"My best bowling is still ahead of me," said Smith, who has overcome back problems thanks to a personal trainer.

    Not even in this gambling town would I bet against her prediction because she seldom misses the pocket...it was almost like her ball had a built in radar system.

    Before the stepladder finals, I spotted Loretta Ciantar sitting in front of row of slot machines in the casino and she seemed to be concentrating.

    "I was listening to the music coming out of the Tony Soprano slot machine," explained the righthanded senior from Monroe, Mich. "I just didn't want to embarrass myself today."

    She could hold her head up high after beating former champion Char Hammel, 227-201, in the semifinal match and coming within a strike in the 10th frame of making Smith sweat out the outcome of the championship match.

    Hammel, who now has finished one-two-and-now third in the Golden Ladies Classic, only had a few minutes to enjoy her accomplish because she had to drive over to the Green Valley Casino where she deals poker.

    In the quarterfinal match, Hammel defeated USBC Hall of Famer Lucy Sandelin from Tampa, 234-195. Sandelin, who won the AMF World Cup Title at age 19, liked the environment of her first Golden Ladies. She was hoping to add the Golden Ladies Classic crown to her USBC Senior Queens title last year.

    "I will be back," she vowed. "I had a good time, Jeanette runs a great tournament."

    In the opening match, the righthanded Sandelin defeated Lynn Minning from Austin, Texas, by a 208-197 score. Minning was happy with her finish "because I have really been bad in other years here." She also has been slowed by shoulder problems.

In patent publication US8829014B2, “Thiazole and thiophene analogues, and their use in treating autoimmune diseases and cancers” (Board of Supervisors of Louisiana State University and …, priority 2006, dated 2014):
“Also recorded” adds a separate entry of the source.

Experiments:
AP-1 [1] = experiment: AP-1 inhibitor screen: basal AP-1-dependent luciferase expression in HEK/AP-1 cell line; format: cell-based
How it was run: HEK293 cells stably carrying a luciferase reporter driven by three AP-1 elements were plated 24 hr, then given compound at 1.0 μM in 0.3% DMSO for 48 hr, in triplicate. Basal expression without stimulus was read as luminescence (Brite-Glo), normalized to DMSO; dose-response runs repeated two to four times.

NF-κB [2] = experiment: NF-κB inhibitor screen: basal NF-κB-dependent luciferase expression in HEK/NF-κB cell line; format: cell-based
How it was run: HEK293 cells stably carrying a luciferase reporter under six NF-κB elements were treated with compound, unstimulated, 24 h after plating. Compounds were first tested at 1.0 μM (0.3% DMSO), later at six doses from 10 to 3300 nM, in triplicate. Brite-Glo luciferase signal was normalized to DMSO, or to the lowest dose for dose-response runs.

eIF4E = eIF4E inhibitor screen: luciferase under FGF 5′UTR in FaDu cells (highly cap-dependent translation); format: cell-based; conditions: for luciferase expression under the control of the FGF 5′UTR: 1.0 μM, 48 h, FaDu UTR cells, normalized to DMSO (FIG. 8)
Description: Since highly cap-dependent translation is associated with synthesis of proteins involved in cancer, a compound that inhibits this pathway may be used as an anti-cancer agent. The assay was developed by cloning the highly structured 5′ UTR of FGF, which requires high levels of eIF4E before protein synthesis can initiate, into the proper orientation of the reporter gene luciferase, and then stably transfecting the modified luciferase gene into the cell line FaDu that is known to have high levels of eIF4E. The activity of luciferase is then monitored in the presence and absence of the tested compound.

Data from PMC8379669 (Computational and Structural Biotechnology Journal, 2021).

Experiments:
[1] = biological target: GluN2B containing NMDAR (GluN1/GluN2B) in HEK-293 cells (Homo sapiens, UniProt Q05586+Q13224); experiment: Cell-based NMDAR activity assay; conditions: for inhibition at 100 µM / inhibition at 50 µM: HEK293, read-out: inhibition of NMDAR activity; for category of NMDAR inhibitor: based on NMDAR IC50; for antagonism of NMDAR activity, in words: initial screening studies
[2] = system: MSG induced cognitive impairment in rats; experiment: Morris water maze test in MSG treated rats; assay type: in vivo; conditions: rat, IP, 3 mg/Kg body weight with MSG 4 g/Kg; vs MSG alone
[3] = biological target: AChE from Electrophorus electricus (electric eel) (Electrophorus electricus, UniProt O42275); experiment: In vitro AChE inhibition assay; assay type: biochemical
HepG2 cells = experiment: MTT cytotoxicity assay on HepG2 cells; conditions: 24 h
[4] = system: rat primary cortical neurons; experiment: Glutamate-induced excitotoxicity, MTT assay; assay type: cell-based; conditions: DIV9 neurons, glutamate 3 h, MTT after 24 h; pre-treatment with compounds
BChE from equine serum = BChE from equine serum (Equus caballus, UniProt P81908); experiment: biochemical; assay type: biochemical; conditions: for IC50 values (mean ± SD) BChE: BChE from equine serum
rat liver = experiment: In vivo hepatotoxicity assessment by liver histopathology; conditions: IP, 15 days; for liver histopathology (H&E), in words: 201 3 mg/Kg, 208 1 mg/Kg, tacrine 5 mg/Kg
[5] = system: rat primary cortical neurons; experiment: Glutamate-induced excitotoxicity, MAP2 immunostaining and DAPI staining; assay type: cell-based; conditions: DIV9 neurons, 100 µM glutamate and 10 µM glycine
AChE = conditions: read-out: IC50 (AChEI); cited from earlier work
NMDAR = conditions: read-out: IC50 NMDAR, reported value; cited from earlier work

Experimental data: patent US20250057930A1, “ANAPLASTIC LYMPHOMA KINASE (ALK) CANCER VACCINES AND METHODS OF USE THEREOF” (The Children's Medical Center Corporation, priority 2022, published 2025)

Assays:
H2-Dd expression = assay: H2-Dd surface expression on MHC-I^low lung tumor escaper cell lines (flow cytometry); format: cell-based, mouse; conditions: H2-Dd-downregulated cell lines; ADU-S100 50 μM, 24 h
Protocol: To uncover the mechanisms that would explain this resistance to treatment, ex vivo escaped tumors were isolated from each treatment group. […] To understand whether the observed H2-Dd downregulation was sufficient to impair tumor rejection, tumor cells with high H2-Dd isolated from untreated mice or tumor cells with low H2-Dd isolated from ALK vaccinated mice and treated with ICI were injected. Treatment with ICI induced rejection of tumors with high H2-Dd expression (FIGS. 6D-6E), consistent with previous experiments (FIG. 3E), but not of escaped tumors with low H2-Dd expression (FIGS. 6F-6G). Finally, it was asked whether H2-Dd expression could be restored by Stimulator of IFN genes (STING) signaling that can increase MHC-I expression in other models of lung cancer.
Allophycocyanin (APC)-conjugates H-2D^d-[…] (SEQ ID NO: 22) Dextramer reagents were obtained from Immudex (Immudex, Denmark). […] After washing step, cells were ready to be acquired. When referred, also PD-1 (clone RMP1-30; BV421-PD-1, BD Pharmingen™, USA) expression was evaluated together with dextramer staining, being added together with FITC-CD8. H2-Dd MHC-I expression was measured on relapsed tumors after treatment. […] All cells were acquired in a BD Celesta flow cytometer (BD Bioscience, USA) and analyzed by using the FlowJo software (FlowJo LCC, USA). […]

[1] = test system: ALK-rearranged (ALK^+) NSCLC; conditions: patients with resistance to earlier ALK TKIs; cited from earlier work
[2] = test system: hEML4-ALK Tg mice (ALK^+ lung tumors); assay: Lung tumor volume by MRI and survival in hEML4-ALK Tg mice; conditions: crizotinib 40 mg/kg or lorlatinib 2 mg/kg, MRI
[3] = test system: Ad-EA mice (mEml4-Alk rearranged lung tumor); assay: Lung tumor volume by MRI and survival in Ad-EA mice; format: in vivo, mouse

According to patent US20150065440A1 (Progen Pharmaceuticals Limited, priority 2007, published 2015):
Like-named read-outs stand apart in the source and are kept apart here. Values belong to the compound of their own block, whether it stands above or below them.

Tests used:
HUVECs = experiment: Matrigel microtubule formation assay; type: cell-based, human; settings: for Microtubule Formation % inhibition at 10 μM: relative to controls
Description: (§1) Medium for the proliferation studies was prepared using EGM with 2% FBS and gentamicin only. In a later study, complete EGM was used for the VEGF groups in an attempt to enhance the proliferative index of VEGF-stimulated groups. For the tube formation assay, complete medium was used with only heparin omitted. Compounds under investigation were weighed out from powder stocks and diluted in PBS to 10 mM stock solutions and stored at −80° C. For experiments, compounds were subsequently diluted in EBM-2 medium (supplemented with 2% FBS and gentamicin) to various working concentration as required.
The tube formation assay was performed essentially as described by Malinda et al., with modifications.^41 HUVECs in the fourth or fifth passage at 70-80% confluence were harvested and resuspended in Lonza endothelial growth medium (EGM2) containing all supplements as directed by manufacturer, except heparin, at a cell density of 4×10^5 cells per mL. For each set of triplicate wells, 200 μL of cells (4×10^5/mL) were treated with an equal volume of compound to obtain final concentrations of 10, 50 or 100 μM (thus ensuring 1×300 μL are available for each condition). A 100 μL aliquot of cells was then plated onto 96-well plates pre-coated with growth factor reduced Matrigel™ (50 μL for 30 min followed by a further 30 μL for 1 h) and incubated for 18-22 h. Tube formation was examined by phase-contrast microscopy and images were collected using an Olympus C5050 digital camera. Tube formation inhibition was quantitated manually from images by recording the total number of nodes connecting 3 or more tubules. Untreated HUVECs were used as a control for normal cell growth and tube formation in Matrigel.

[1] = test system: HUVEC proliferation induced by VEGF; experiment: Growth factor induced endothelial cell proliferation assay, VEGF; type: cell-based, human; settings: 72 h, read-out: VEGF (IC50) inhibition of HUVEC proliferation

But she fought her way back out of oblivion by first going to a 10 pound ball and slowly working her way back to a 14 pounder.

    Fran Deken, who earned USBC Hall of Fame recognition in the meritorious service division, continued her domination over the 60-year-old plus gals with her second Super Senior victory to go with two second-place finishes. Fran also was one of the bigger winners when it came to beating the betting machines downstairs in the Orleans casino.

    Lil Johnson, a steady bowler from Lawton, Okla., won the second chance tournament for bowlers who did not make the first cut.

    The oldest bowler had the perfect first name to go with my opening quote from Paul.

    Her first name is FAITH, and 85-year-old Faith Douthitt carries a 170 average and is a joy to watch and talk to about bowling.

    "I love bowling," Faith said. "I'm not tired and my bowling thumb is good. I'll be here next year, you can plan on it."

    No wonder the bowling industry brags that this is a lifetime game.

    If you want to fight the good fight, finish the course and keep the faith next year, then plan to bowl in the 19th National Golden Ladies Classic March 9-12, 2009 at the Orleans Hotel/Casino/Bowling Lanes in Las Vegas.

    And ask a bowling friend to share a room and some great memories with you.

    Email address: Evans121@aol.com